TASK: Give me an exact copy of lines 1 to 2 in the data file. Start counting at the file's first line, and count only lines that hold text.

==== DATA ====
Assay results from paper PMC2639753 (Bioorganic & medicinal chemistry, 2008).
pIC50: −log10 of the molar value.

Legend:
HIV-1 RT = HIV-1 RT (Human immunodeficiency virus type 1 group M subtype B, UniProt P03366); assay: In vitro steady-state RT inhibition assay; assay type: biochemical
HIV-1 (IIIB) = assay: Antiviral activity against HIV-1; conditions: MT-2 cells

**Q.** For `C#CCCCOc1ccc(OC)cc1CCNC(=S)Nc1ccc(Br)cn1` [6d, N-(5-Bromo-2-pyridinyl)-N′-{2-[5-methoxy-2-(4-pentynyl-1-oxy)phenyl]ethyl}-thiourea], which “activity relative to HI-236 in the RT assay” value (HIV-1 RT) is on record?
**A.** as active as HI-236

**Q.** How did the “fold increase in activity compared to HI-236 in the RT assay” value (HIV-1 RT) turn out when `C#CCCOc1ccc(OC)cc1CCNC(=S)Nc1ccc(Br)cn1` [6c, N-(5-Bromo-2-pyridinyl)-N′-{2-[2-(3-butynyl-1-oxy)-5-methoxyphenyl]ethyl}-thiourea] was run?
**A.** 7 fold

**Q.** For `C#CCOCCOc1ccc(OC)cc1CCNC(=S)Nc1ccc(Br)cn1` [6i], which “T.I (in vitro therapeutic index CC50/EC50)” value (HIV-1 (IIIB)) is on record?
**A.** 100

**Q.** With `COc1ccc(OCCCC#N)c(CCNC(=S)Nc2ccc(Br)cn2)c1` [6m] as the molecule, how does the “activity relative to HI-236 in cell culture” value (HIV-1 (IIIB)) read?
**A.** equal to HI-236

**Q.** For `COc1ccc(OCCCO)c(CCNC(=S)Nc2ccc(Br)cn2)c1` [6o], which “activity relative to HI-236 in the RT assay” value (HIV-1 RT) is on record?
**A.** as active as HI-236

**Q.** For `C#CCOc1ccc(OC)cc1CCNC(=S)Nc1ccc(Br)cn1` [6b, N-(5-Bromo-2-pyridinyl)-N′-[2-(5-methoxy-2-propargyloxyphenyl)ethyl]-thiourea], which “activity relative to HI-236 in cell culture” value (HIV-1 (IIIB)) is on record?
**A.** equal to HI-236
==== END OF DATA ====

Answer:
Assay results from paper PMC2639753 (Bioorganic & medicinal chemistry, 2008).
pIC50: −log10 of the molar value.